After exhibiting the ceramics of Charlotte Jones in Cornwall Contemporary for the last ten years, I thought it was high time I visited her studio to see her at work and talk to her about her creative process.
The studio itself is stunning and hand built by her furniture-maker husband Ron. The attention to detail is incredible (and mirrors much of Charlotte’s workmanship in her own creative practice).
After working in their house for years and years (a converted chapel with tantalising sea glimpses) Charlotte finally got a designated studio-haven at the bottom of the garden in January this year. At first I couldn’t quite believe that it was a making studio and not just a show room as it was pretty immaculate for a ceramics studio – even her wheel was suspiciously clean! But she is a firm believer in cleaning up her space at the end of each day and keeping some semblance of order in the studio.
After being surrounded by Charlotte’s ceramics for the last decade – both in the gallery and in my own home, it was a very special experience to see her in action and to learn more about the painstaking and time consuming methods that she uses. Each vessel is started on the wheel to create a strong base and then a combination of slab and coil work is used to complete each pot. All the clay used is local – with Charlotte often sourcing and digging the clay herself. In fact she told me she was keeping an eye on a piece of land in a nearby field and was pleased to see cattle in there as she could see the cows nicely treading and working the clay each time they walked past.
Not only does Charlotte source her own clay, she also adds earth and mineral pigments to the clay to create colour, as unusually for a potter, none of Charlotte’s bowls and pots are glazed, yet still remain water tight and functional. So colour is added to the actual clay and runs throughout the fabric of the pot, rather than being added on as surface decoration after the pot is fired. This is a very lengthy and involved process and speaks volumes of Charlotte’s patience and dedication to each vessel as some bowls can be worked on for weeks and weeks before they’re finished.
All of Charlotte’s inspiration is sourced from nature and each working day starts with walking the dog through surrounding fields and countryside, where field shapes and patterns and gradated landscape horizons can spark an idea back in the studio. She has a strong work ethic and is in the studio working every day from 10am onwards, and can often find herself there until the evening. She recently allowed herself a week off and spent all of it sketching and painting, creating source material for future works. Shells hold a particular fascination for her and she can look at them in the most minute detail, noting a particular subtle line of pink on the underside which will be then translated into a pot.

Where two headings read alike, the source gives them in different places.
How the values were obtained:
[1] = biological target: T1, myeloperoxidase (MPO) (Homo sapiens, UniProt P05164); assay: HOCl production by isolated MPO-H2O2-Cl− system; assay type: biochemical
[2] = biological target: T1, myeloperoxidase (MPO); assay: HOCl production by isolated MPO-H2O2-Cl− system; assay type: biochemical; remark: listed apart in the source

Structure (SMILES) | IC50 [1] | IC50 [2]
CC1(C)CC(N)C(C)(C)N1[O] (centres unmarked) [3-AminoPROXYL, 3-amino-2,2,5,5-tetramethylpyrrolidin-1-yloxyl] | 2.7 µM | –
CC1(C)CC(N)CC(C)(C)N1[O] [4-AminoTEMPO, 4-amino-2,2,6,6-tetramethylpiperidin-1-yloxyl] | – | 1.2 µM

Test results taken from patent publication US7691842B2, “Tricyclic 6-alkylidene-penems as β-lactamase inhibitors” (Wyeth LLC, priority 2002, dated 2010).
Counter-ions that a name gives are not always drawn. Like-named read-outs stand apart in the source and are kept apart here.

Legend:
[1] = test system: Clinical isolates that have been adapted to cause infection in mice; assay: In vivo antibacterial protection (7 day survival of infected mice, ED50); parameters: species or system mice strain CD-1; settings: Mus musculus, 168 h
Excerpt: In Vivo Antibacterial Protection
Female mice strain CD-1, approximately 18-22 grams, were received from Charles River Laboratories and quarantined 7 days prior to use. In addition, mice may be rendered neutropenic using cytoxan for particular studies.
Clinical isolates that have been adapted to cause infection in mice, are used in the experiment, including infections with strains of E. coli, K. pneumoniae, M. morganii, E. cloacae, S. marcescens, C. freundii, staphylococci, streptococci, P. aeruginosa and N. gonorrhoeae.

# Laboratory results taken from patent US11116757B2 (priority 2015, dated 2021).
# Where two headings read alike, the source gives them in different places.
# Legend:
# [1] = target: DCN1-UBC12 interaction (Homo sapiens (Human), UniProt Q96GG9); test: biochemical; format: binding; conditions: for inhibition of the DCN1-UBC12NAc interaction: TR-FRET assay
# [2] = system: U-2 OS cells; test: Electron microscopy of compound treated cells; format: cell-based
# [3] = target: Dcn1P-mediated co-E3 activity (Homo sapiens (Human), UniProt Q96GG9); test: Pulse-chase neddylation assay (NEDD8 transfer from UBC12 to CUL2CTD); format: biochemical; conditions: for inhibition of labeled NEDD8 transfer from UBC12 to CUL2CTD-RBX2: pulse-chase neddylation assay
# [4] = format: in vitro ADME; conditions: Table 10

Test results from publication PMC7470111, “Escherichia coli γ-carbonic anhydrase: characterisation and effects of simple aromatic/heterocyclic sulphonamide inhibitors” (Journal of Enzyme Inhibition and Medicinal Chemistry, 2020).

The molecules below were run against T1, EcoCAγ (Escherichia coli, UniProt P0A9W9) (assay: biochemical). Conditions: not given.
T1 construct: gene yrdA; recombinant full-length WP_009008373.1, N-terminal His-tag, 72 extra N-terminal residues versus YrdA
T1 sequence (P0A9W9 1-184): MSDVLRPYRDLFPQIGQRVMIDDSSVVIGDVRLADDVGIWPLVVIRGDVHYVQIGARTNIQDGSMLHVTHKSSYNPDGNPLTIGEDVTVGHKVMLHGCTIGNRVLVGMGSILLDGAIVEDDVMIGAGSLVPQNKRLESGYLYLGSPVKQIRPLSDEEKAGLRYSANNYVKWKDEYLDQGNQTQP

Charlotte’s pottery has become highly collectable and sought after over the years and rightly so. I know from my own personal experience how special each piece becomes to the owner and I was recently contacted by a customer in Australia who had bought a small pot by Charlotte some years ago and was desperate to buy a replacement for it after breaking it. I luckily had a bowl that was similar in size and colour and he was delighted to receive it (the postage paid, far exceeded the price of the pot!) The most common question I’m asked in the gallery is “but are they functional?” and yes they are, it was a particular treat to see a stack of Charlotte’s bowls above the cooker in her kitchen as I, and I think most people who buy them, treat them in a very revered kind of way, but they are fully intended to be functional pieces and particular care is taken to ensure they hold liquid and can be used in a variety of ways. And I think that’s why I’m so drawn to Charlotte’s work – as each one is a work of art in it’s own right, while straddling that art/ function divide. Each bowl is incredibly tactile and holds my interest like a piece of sculpture.
You can view pieces in the range of pottery by Charlotte Jones that we have in the gallery here.
Director, Cornwall Contemporary